Like most university graduates I was unsure of my direction after completing my university degree. So, as a first step, I decided to apply for a graduate program.
Everyone’s graduate experience is difference but the lessons I learnt, and now see played out in others, are worth sharing.
The importance of seeking regular feedback
We are all guilty of taking feedback to heart. If you are going to develop both personally and professionally you need to seek regular feedback. The discussion and sometimes criticism can be hard to take but it is important to take it on board for your long term development.
Not everyone develops and grows at the same rate
It important to understand and accept you will grow and develop at different rates compared to other members of your graduate cohort. Therefore don’t compare your own career trajectory to any other graduate. It just isn’t helpful.
It is important to be self-aware
Some graduates will develop an attitude they can do no wrong. Ultimately this is an unhealthy behavior that only leads to disappointment. Adopt a mindset that enables you to grow and is cognisant of your current capabilities and limitations.
Prioritise your professional development
Although I was given access to learn and develop as a graduate, one thing I regret not doing earlier was spending more time identifying specific areas for my own personal and professional development. If you don’t set aside time each week to reflect and develop you will soon be overtaken by those who are constantly seeking to grow.
Don’t be in hurry to climb up the ladder
Most graduates want to climb the ladder very quickly. But don’t be in too much of a rush to progress. What is really important is taking the time to develop your core skills and current capabilities. That way, when an opportunity presents itself you will be ready to take it with open arms. There is nothing more damaging or career limiting as taking a job you aren’t ready for. I don’t know what is worse? Explaining to a potential new employer the reason why you are applying for a more junior role than your previous role or the dent to your confidence?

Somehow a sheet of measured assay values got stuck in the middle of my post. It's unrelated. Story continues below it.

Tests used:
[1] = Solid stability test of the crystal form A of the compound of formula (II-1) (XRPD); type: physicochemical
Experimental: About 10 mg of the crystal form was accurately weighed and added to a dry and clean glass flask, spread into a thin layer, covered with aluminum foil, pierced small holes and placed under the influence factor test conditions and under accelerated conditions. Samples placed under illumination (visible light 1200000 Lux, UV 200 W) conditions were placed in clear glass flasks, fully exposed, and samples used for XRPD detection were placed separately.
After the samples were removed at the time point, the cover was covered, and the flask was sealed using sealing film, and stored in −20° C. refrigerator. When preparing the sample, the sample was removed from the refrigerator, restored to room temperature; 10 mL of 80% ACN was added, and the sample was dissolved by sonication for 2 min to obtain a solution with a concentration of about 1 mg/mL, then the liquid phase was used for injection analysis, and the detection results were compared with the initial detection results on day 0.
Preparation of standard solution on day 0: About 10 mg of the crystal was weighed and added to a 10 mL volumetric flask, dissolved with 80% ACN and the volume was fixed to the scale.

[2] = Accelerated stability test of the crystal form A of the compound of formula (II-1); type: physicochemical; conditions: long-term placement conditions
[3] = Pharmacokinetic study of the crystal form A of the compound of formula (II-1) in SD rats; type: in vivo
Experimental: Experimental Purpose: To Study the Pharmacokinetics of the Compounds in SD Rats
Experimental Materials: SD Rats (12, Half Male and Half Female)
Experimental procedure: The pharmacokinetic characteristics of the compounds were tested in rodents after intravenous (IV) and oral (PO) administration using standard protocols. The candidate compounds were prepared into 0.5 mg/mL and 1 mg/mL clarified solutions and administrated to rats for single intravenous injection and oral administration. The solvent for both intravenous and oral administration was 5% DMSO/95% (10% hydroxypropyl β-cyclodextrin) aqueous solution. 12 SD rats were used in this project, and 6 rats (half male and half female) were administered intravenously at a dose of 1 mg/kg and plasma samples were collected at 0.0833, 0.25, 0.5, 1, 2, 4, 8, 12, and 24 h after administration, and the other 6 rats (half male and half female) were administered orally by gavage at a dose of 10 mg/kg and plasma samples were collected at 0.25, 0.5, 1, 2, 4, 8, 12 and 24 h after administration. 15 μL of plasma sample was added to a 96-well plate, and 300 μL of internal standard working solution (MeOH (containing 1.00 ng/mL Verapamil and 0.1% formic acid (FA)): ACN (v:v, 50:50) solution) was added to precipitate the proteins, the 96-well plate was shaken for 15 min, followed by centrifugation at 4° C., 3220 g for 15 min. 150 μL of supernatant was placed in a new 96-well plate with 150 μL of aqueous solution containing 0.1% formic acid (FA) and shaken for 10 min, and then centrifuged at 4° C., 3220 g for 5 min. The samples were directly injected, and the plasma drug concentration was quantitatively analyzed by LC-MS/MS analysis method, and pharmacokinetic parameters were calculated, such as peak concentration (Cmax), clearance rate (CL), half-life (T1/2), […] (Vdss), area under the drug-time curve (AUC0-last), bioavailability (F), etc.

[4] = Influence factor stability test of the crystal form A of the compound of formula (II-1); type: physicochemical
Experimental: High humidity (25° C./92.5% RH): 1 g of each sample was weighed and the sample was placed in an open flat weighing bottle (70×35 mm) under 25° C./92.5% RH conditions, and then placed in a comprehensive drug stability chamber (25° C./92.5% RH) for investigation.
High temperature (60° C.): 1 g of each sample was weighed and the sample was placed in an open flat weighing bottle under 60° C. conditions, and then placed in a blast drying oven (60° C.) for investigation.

Although this should be a given, most people hate to admit when they are wrong. If you make a mistake own up. It is better to be honest and upfront when the situation can be fixed rather than waiting to a point where the situation is beyond repair.
Learn from your mistakes
Nobody will hold it against you if make an honest mistake, it is part of learning, but if you keep making the same mistake over and over then there should be concerns.
So rather than seeing your mistakes as failure, be open to learning and see these mistakes as an opportunity to grow.
The ability to adapt to change
In life there is one constant – change. If you are going to survive in any environment you need to adapt. In an uncertain market you need to have a broad offering not just niche skills. However you also need balance to ensure the skill sets you’re building aren’t too diverse and don’t allow any one skill to develop to its peak ability.
The grass isn’t greener on the other side
If you are looking to jump ship to another employer just reminder that it might not be all that different. So although you might be unhappy in your role take the time to look for a good opportunity not just the first opportunity.
It sounds like a common sense but most graduates start off wanting to be the CEO of the company they work for. There can only be one CEO, so be realistic about your skill set and the life you want to live. CEOs don’t magically inherit their roles overnight. It takes a lot of time, energy and patience.
I had the most amazing time on my graduate program. Most past graduates will agree there is a special sort of kudos that comes with the title of graduate.
In fact I see the same feelings each year as a new cohort of graduates start. You see it in their eyes, the nerves, the anticipation of what to expect? But behind the new clothes and fresh haircuts is the reassurance they have made it.
Part of that is true, they have made it, but little do they know that the hard work and the fun has just begun.
Andrew is the IndigenousTalent Aquisition Consultant at KPMG.